Greece's foreign minister says Athens wants to settle a decades-old dispute this year over the name Macedonia, which is claimed by both the Balkan country and a northern province of Greece.
"I think 2018 will be the year when foreign-policy issues that have been stuck in the mud for decades will be resolved," Foreign Minister Nikos Kotzias told reporters after a meeting of Greece's inner cabinet on January 4.
"We will all contribute to the well-being of all the Balkans," he said.
The dispute has for years posed an obstacle for Macedonia's attempts to join the European Union and NATO. Skopje's new ruling coalition led by Social Democrats since last year have given priority to resolving it.
The Greek and Macedonian prime ministers, Alexis Tsipras and Zoran Zaev, discussed the issue over the phone on January 2. Zaev also visited Thessaloniki, in Greek Macedonia, on December 30 and privately met with the city's mayor.
NATO is due to reopen debate on inviting Macedonia to join in June, after Greece vetoed its bid in 2008.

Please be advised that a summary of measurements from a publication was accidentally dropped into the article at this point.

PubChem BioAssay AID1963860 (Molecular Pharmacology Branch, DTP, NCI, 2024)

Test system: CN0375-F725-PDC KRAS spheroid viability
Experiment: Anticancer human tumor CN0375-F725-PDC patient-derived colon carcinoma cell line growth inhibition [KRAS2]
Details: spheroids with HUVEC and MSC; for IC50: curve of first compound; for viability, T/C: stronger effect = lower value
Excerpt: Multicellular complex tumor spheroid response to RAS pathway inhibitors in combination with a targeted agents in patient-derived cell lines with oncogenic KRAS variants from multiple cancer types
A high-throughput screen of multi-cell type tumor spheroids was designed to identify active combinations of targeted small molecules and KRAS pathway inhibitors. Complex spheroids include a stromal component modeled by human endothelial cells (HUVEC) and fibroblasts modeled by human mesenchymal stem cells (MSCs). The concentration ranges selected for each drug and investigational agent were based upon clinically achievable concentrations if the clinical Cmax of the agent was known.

Athens for years has blocked Macedonia's bids to join both the EU and the Western military alliance, contending that the name Macedonia implies a territorial claim over Greece's own northerly region of that name.
Athens also contends that by claiming the name, Macedonia is appropriating a part of Greece's ancient history.
Athens has only agreed to calling the Balkan country the "Former Yugoslav Republic of Macedonia" in international venues,as an interim measure until the dispute is resolved.
"On the name issue, the government is negotiating and supports a compound name that will be comprehensively used throughout," Kotzias said on January 4, without elaborating.